He has become a keen analyst of the past of his personal style and his sport in general. He recognizes, for example, the days of looser clothing gone by and now actively embraces a slimmer silhouette on the court, telling GQ magazine: “Was I crazy to wear an XL at 17? You want to think you are big and passionate. now [players] look stronger and thinner.”

Federer with Anna Wintour and the late André Leon Talley, left, at an Óscar de la Renta show in 2017.
Federer with Anna Wintour and the late André Leon Talley, left, at an Óscar de la Renta show in 2017. Photo: Gregory Pace/BEI/Shutterstock

He (perhaps cheekily, but quite accurately) used Rafa Nadal’s ill-fated caprice dressing era as an example of how important image is to the modern sports star. But Federer refuses to be hard on his new self about the ponytail era: “It was all part of an evolutionary process. Do I regret having long hair? No, I’m glad I had it and I’m glad I got rid of it again!”

He prides himself on his innovative approach, including his stunning all-black ensembles at the US Open, which gave off a rocket-assassin vibe during the night sessions. Of his time with Nike — which he fought for more than two years to get back the rights to the RF monogram — he told GQ magazine:

“We tried to push the envelope – sometimes a bit too much. But it was good. These moments remain unforgettable and I was willing to take the risk. I’ve tried to bring some style to tennis.”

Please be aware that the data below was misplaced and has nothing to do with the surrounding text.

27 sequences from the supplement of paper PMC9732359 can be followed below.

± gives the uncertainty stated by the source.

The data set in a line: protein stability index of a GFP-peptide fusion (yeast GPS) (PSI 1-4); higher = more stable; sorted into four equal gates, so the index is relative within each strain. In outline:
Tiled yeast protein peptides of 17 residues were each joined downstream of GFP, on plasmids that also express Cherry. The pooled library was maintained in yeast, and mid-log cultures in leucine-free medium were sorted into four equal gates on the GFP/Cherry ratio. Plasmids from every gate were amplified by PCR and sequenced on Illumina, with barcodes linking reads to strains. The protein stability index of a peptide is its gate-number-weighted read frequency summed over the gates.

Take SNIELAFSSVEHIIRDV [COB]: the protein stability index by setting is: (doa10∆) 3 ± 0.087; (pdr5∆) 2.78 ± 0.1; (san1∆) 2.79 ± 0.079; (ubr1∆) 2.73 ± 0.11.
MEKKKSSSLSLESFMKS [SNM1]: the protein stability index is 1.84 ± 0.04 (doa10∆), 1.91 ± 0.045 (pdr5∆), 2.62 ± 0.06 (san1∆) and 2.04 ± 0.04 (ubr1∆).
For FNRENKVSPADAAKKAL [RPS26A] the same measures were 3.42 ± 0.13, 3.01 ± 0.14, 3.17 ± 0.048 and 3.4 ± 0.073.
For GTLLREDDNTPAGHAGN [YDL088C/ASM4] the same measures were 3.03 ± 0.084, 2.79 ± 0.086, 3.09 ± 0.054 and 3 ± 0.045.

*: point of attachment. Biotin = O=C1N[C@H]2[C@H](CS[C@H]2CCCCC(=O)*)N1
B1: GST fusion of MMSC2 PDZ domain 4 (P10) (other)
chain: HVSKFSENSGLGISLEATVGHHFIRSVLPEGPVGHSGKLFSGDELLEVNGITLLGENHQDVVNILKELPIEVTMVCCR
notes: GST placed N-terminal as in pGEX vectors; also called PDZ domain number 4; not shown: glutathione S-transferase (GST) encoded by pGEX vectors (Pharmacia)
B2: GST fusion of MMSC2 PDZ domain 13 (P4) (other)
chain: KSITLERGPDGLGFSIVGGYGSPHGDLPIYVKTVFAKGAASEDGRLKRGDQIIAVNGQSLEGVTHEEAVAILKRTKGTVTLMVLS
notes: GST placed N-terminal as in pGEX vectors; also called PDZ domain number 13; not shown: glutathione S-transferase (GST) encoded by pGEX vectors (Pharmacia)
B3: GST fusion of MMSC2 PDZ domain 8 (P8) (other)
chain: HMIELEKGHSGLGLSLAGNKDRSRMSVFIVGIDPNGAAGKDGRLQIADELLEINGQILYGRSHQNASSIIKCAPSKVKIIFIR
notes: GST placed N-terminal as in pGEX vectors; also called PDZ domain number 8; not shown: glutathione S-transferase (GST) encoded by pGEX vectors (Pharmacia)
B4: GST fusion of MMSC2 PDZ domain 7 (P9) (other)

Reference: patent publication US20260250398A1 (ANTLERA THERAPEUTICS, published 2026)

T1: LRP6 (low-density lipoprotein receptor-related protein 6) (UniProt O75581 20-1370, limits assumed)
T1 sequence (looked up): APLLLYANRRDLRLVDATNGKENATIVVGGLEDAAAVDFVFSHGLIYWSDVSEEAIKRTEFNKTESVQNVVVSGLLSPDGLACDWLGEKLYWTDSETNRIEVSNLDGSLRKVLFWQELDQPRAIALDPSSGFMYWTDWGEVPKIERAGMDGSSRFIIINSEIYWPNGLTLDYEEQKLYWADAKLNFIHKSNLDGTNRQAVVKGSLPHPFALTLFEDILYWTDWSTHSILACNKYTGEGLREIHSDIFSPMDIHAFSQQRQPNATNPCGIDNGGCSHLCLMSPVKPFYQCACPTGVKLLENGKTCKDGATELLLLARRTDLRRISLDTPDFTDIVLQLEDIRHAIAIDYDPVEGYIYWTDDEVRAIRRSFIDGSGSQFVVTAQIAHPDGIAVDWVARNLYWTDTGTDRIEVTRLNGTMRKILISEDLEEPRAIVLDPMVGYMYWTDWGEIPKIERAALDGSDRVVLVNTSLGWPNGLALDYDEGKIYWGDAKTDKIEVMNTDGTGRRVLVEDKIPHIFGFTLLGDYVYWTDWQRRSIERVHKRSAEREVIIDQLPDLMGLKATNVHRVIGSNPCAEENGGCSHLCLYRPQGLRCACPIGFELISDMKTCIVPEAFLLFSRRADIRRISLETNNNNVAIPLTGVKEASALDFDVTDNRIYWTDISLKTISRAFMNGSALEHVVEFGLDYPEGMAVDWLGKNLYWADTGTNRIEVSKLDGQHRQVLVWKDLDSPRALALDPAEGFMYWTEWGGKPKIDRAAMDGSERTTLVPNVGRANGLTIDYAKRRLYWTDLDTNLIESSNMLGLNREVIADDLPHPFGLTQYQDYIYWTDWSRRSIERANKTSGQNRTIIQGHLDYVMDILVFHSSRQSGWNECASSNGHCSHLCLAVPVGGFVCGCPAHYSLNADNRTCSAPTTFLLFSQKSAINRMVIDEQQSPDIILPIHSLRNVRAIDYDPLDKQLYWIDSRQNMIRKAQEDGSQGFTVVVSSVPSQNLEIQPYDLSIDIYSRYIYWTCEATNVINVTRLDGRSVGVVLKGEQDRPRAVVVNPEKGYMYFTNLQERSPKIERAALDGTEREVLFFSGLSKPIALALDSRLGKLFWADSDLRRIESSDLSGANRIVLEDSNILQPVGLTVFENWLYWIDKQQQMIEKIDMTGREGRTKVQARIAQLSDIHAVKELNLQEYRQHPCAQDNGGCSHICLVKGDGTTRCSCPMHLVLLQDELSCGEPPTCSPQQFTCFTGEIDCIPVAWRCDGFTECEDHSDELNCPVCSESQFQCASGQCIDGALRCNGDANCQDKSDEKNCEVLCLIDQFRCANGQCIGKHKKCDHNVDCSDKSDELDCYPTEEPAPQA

Sometimes he went too far. At least, according to Wimbledon officials, who banned his orange-soled shoes in 2013, deeming them a violation of the strict all-white policy. But he’s never been reprimanded, as such, in the way that, say, Williams was (most memorably when the president of the French Tennis Federation appeared to call her Roland Garros suit disrespectful). Federer has never been accused of caring more about style over substance, which perhaps reflects enduring double standards.

Roger Federer in Geneva, 2019
Federer in Geneva in 2019. Photo: Julian Finney/Getty Images for The Laver Cup

Although Federer – along with Williams on the women’s side of the sport – has done more than anyone to advance the modern aesthetic of tennis and bring athletes into the world of fashion, he is not, strictly speaking, the first.

Federer has alluded to the fact that his tailored V-neck cardigans worn center court were a throwback to tennis champions René Lacoste and Fred Perry (who founded their eponymous brands in 1933 and 1952 respectively). Suzanne Lenglen, the world’s number one charismatic woman in the 1920s, had a penchant for courting glamorous furs. Arthur Ashe played in Buddy Holly specs and, when the fashion changed, aviators. And you could say that Andre Agassi cultivated a dubious kind of “pirate elegance.” But, especially in the men’s game, Federer’s influence on his younger peers and on the wider tennis scene is undeniable.

Bulgarian player and Vogue favorite Grigor Dimitrov is involved in modeling. Flame-haired newbie Jannik Sinner has graced the covers of GQ and Icon magazines and, earlier this year, he announced a partnership with Gucci. Italian sculptor Matteo Berrettini has a capsule collection with Hugo Boss. Canada’s Félix Auger-Aliassime stood out in particular Dapper at last year’s Met Gala in New York. Even Andy Murray has a range of sportswear, AMC.

It is not impossible that Federer will turn to fashion full-time after retirement. First, he plays his final tour in London this weekend. Last month, Williams wore a diamond-encrusted cape to bid her farewell at the US Open. The bar is set high. All eyes on Federer then – and his jacket.